By MATT MILNER Courier staff writer
OTTUMWA — Jackie Dodd has spent plenty of time on the road over the past several months. She’s the wife of Sen. Chris Dodd, a Democratic candidate for president.
Iowa, she says, is an “exhausting” place to campaign.
“But that’s a good thing,” she quickly adds during a visit Friday to Ottumwa. “I think some campaigns have actually hoped that the Iowa caucuses wouldn’t be first.”
The Dodd campaign sees an opportunity in Iowa. The Iowa caucuses are notoriously unpredictable. The September front-runner can become a January also-ran.
Dodd is not the best-known candidate, though he has a considerable Senate record. He’s not the best funded candidate, though his campaign is quick to point out that his fundraising tops John Kerry’s primary donations.
“We’re running a very old-fashioned Iowa campaign. Its been a terrific trip so far,” Jackie said.
What Dodd offers, his wife and campaign say, is experience and an unwillingness to back down if an issue is worth fighting for. The couple’s first child, Grace, was born just a few days after Sept. 11, 2001. Their second daughter was born two years later.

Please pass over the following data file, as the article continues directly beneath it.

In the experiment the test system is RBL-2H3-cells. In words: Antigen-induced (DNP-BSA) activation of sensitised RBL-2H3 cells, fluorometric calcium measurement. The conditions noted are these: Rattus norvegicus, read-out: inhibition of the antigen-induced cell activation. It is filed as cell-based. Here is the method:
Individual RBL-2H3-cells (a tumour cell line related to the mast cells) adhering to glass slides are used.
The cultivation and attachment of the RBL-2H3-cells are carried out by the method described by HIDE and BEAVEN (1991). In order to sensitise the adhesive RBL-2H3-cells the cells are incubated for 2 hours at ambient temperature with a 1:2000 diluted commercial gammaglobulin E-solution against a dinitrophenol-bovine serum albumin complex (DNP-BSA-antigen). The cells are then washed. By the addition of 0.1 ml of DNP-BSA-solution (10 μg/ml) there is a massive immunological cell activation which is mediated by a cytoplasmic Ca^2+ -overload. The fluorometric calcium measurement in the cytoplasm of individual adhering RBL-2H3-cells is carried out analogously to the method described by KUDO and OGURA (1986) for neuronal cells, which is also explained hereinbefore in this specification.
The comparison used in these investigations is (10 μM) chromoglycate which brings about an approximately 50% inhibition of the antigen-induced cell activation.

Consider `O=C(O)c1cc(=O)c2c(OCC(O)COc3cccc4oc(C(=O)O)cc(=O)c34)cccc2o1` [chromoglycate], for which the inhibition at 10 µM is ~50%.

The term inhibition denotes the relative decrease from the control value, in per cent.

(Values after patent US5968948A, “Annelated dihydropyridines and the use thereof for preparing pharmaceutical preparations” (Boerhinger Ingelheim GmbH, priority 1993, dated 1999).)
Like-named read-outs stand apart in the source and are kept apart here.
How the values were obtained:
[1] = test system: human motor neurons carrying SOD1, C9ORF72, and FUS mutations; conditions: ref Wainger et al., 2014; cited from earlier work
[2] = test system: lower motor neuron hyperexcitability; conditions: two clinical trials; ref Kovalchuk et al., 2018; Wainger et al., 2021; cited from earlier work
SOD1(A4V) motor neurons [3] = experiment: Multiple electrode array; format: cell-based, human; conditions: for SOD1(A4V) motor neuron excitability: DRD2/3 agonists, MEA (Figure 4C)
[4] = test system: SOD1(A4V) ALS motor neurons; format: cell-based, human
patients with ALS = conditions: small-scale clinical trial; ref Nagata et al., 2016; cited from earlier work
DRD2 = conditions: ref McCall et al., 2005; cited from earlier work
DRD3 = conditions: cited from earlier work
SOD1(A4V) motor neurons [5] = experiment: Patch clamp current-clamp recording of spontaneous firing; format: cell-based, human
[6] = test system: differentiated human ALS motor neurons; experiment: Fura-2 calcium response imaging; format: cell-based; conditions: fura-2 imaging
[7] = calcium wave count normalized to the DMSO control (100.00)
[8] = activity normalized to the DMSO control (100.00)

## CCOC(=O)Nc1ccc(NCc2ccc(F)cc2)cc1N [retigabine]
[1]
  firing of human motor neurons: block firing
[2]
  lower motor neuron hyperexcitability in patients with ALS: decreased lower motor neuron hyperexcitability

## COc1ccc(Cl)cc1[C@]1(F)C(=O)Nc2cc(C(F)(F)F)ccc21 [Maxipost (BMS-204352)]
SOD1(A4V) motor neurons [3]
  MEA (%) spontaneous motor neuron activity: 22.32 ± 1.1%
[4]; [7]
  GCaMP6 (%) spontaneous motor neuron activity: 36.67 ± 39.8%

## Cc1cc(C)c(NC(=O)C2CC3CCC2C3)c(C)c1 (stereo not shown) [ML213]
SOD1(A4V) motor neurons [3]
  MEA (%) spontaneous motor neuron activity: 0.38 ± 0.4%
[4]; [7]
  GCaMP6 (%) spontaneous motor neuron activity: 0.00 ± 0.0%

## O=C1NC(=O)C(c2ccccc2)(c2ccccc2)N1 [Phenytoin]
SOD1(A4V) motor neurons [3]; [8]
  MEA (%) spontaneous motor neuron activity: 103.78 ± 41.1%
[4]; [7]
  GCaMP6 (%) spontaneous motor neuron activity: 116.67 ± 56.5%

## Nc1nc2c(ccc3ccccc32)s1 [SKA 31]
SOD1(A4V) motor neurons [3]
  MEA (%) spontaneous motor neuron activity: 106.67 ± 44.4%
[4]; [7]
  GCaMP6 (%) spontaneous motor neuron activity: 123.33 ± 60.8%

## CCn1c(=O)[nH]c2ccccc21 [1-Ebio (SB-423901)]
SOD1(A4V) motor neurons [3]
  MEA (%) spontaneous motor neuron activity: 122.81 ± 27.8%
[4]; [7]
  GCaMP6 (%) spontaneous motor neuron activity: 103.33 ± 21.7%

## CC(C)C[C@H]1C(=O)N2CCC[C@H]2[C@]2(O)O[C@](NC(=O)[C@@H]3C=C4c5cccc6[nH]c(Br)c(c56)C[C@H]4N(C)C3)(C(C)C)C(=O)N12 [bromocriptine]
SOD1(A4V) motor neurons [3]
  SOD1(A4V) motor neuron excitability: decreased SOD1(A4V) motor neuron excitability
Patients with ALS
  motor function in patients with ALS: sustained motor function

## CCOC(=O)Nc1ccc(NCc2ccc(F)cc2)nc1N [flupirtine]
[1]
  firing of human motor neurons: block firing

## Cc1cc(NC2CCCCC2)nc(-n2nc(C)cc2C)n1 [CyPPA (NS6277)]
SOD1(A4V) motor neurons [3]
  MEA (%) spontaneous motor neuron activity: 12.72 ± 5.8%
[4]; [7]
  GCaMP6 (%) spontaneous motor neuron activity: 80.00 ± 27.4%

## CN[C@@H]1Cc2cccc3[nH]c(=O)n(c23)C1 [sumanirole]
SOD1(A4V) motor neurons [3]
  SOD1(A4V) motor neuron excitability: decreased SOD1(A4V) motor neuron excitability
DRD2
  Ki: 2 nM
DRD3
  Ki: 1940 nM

It’s harrowing enough to be a first-time parent, Jackie said. But going through that in September 2001 was surreal. Grace was born while smoke still rose from New York and the Pentagon in Washington. Dodd took her to his office a few days after she came home. While she was there the office found out about the discovery of anthrax in some Senate offices. The contamination included some mail to Dodd.
That’s when the idea of running for president started to ferment. Dodd talked about the idea of running for president on a walk with his wife.
“When he asked me to go for a walk a year and a half ago,” she thought he might be considering having a third child. “Imagine my relief when he only asked me about running for the presidency.”
Jackie said her husband worries about what he sees as the Bush administration’s willingness to ignore Constitutional protections and erode the United States’ moral authority. Dodd’s father was a prosecutor at the Nuremberg trials after World War II. That plays an important role in his distaste for secret tribunals and prisons.
Dodd wants to ensure American security, she said, but believes it can be done within existing Constitutional and legal frameworks.
“It’s not necessary for us to completely sacrifice our liberties,” she said.
Matt Milner can be reached at (641) 683-5359 or via e-mail at email@example.com